On the first Saturday of October, the town of Bowie pays tribute to its western legacy with the Chicken and Bread Days Heritage Festival. The heritage of the “Chicken and Bread Boys” dates back to a time when Bowie was a thriving tent city along the railroad. On July 1, 1892, the Fort Worth and Denver Railroad sent its first train into the North Texas town.
Within just one year, a tent city had sprung up along the tracks with a population of more than 1,000. By 1983, more than 50 houses of business were established, and Bowie was called “Year Old Wonder of the West.”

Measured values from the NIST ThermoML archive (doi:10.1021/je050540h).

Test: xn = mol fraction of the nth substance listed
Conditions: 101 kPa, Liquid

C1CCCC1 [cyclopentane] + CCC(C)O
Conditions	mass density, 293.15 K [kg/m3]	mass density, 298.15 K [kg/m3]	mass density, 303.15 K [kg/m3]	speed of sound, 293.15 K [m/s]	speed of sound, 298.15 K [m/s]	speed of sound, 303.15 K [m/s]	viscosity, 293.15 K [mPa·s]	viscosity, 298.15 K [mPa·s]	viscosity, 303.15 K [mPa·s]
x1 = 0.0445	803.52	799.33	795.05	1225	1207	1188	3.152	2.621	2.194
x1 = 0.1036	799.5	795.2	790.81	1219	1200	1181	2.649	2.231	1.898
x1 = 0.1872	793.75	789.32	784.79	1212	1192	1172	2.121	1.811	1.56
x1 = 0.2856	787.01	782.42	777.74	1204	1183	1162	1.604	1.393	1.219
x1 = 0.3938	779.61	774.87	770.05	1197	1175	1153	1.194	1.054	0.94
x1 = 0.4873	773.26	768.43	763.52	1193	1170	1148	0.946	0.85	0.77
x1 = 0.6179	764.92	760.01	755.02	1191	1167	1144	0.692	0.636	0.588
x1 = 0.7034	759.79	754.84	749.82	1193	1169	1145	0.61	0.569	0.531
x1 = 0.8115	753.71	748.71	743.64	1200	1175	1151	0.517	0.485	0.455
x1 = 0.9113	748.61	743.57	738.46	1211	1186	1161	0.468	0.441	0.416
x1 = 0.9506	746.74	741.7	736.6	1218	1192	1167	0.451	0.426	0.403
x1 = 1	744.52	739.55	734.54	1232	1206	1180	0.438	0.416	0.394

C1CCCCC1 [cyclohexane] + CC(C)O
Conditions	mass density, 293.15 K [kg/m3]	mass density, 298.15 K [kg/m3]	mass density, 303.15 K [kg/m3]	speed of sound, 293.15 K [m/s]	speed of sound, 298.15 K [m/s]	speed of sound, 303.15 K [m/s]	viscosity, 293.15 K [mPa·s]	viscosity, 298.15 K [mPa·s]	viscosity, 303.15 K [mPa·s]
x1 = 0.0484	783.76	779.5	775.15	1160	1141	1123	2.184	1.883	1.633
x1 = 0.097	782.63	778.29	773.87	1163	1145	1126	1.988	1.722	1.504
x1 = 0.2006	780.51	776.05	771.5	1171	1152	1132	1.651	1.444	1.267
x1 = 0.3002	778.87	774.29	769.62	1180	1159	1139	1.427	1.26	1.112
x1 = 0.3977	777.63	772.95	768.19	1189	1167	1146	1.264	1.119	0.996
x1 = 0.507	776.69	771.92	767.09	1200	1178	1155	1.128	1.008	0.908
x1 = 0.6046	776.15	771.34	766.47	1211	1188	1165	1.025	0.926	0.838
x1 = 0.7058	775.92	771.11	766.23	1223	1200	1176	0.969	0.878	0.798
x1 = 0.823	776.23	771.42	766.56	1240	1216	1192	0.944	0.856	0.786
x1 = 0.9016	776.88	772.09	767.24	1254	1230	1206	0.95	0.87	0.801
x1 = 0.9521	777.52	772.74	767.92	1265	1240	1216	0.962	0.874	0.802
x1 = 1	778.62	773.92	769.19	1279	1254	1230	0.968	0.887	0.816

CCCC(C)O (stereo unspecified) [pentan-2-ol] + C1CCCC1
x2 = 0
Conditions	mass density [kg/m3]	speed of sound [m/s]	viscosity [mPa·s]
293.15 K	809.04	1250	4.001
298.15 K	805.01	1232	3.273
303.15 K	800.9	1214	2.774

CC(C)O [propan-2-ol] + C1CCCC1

Young men with an entrepreneurial spirit sold chicken and bread at the train station depot to passengers who stopped. Some of the early vendors included John White, the Turner boys, Perry Stallings, and a man by the name of Amon Carter. Among those who enjoyed the fried chicken and fresh bread was President Franklin D. Roosevelt on a train stop in Bowie on July 12, 1983.
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